Ten Canoes © 2006 Fandango Australia

Ten Canoes © 2006 Fandango Australia

About five years after having been introduced to the Yolngu people of Ramingining in Arnhem Land, I made a film with them, a proper movie, at their request. It was, I'm pleased to say, a successful creative collaboration, from the very beginning, and from the ground up. During the making of the film, I learnt a great deal about what a creative collaboration, across borders, or between different cultures, might take, how and where it might even make sense.

One of the factors that made it work, was that the people in Ramingining had no capacity to make a film by themselves, and I had no capacity to make a film there, or about there, without them. There was a sort of balance from the outset.

The key, however, was one of trust, and it lay in the area of creative control. I was from the dominant culture and very obviously in charge of the film making... I did the writing of the script, and raised the money, and brought in much of the crew. But from the beginning, I had ceded creative control to the Yolngu subordinate culture. Unless I could convince them otherwise, what they wanted in the film, they got, and what they didn't want, they didn't have to have. And so they genuinely, and correctly, felt that Ten Canoes, as it came to be known, was their film as much as it was anyone's.

Ten Canoes... was their film as much as it was anyone’s.

Questions of creative collaboration came to the fore again more recently on a trip to Turkey. I was on the jury at the Istanbul Film Festival when suddenly there was a political crisis pertaining to the festival, and we had to consider our response, whether we would continue our jury duties or not. We were a culturally and nationally very diverse group of five, but as we sat and deliberated on our possible course of action, it struck me to what degree this process resembled an almost perfect creative collaboration. There were difficult issues to face, and precise communication was not always easy, but we persisted in trying to get that right and we came out of it with a strongly unified position, about something that might have been expected to create, division. It felt to me there, that good communication, was the key, to that collaboration.

And there was, for me, an unexpected outcome, of that unexpected Turkish experience. Some months later I received an email from Turkey, that asked me to be part of the making of a film, about a deeply political subject. Ten directors or writer/directors from around the world, each making a contribution, to what could loosely be described as a Turkish film...a very complex creative collaboration.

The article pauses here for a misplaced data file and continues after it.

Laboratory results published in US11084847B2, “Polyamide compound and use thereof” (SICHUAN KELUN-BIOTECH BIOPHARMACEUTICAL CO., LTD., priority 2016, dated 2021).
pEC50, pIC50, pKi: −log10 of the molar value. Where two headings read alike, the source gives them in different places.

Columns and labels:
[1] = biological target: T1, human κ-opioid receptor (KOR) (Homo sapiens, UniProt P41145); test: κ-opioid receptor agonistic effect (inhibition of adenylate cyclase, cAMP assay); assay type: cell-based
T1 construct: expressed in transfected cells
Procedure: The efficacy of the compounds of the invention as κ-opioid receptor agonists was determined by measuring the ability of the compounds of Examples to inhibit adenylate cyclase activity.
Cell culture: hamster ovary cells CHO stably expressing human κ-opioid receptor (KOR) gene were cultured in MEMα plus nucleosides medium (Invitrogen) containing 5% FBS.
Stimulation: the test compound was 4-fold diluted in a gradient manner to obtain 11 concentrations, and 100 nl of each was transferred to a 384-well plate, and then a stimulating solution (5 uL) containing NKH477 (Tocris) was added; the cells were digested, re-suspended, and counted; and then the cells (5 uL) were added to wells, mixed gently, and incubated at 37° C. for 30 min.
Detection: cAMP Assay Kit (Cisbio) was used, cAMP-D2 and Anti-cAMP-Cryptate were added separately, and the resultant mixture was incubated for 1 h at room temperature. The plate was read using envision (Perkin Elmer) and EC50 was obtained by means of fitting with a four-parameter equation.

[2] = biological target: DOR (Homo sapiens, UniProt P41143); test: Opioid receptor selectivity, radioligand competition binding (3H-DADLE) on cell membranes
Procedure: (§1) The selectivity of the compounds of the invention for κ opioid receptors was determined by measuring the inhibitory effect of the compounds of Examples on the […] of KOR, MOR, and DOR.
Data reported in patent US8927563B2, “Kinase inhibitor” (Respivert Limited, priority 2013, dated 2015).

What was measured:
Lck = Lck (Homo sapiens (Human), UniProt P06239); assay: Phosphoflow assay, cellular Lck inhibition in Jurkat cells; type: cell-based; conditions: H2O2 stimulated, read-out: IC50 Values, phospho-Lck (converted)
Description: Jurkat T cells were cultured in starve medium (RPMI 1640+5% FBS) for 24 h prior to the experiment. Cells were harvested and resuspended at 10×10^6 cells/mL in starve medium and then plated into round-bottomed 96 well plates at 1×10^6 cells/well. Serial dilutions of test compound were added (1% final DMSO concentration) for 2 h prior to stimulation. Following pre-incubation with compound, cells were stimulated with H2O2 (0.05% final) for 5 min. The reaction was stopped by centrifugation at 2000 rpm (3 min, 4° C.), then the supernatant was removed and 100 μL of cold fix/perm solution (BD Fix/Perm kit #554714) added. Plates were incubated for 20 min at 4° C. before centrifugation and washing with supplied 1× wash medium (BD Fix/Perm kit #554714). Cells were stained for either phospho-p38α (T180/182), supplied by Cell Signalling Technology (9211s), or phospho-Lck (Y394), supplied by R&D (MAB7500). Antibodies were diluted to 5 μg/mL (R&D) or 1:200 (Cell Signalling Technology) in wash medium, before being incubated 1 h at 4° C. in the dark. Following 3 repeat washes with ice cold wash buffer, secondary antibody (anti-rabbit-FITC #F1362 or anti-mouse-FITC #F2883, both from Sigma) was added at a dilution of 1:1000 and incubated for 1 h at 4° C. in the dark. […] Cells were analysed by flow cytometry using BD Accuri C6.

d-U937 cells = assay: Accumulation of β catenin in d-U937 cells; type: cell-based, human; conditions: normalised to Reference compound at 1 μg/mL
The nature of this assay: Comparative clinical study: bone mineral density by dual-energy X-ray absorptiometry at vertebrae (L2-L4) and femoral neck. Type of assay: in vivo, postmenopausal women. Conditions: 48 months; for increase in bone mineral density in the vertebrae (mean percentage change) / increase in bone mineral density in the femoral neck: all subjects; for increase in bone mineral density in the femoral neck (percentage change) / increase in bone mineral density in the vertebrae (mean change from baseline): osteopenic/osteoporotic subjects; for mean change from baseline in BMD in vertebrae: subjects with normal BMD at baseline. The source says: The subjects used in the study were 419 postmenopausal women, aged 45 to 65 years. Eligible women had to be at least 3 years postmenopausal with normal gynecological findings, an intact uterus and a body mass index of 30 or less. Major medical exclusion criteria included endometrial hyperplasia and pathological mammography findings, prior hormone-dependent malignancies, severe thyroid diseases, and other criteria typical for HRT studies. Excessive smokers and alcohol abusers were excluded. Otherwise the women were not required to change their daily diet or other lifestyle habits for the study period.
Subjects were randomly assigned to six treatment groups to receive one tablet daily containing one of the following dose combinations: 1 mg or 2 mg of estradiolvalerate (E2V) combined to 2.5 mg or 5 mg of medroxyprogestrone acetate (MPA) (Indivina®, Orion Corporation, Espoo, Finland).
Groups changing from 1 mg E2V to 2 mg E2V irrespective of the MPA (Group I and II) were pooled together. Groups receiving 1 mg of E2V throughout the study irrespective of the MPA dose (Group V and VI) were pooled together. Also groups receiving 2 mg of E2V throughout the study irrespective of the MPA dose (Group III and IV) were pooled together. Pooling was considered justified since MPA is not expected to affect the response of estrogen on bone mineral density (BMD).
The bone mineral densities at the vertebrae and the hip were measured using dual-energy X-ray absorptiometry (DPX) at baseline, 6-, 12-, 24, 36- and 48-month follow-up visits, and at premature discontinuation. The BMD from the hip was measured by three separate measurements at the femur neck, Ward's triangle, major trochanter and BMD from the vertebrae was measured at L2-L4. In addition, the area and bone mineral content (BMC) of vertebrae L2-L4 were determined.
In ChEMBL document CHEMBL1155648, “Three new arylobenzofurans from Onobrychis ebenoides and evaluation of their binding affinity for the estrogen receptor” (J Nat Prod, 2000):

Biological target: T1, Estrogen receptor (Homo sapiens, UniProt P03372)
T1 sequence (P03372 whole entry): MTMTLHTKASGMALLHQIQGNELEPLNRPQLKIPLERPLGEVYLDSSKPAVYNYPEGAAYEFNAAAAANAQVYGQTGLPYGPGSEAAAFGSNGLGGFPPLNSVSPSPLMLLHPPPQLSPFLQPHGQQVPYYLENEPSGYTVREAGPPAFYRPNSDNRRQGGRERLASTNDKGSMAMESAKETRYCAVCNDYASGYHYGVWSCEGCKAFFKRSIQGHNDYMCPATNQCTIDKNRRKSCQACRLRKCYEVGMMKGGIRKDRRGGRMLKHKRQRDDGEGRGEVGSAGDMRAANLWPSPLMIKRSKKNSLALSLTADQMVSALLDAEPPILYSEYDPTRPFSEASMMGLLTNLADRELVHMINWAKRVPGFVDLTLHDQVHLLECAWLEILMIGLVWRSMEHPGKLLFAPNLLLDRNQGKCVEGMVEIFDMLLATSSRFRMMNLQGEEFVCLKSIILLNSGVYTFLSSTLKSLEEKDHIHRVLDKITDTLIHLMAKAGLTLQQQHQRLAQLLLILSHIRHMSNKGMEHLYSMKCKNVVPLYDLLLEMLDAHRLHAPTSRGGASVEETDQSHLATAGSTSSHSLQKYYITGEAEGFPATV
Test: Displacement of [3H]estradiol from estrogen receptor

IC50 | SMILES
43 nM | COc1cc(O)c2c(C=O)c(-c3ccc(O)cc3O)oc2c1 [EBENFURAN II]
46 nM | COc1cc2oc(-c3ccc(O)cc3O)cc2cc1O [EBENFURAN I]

My experience so far has been exceptionally good. Creative control as such has not been broached as a subject for discussion...certain parameters were laid out beforehand, but within those parameters, I was allowed tremendous freedom, to craft a script of my choice. Because it's really their film, I'm keen for it to work for them, and it makes me therefore very interested in having their input. Their response, to my script, was very respecting. There were some questions, but those mostly ended up having to do with translation, therefore, communication.

Shooting has yet to take place, but I can already tell, that that too, will be treated respectfully, and with trust. We trust each other, and figure that if there's anything wrong, it's not that the trust has been breached, but that the communication has, in some way, been inadequate, or incomplete, or simply misunderstood. 

Telling stories together across borders or cultures doesn't come easily, or often. That's mainly because there has to be an underlying reason, for a creative collaboration to take place, not just that it is a good idea to have one.

And there are some other factors to consider. 

There has to be a balance in the power structures, between the participants.

In creative collaborations such as those to be discussed at this summit, questions of creative control, usually need to be approached completely differently. Ceding creative control by a dominant party, is probably necessary.

And the whole notion of trust, and how to maintain that trust, is crucially important. From that, flows the strongest need, to be rigorous about communication.

So there you go, storytellers. I encourage you all to go out there and trust each other, though you'd better communicate well, sort your creative control, get your balance right, and have a bloody good reason to have a creative collaboration in the first place. 

Thank you.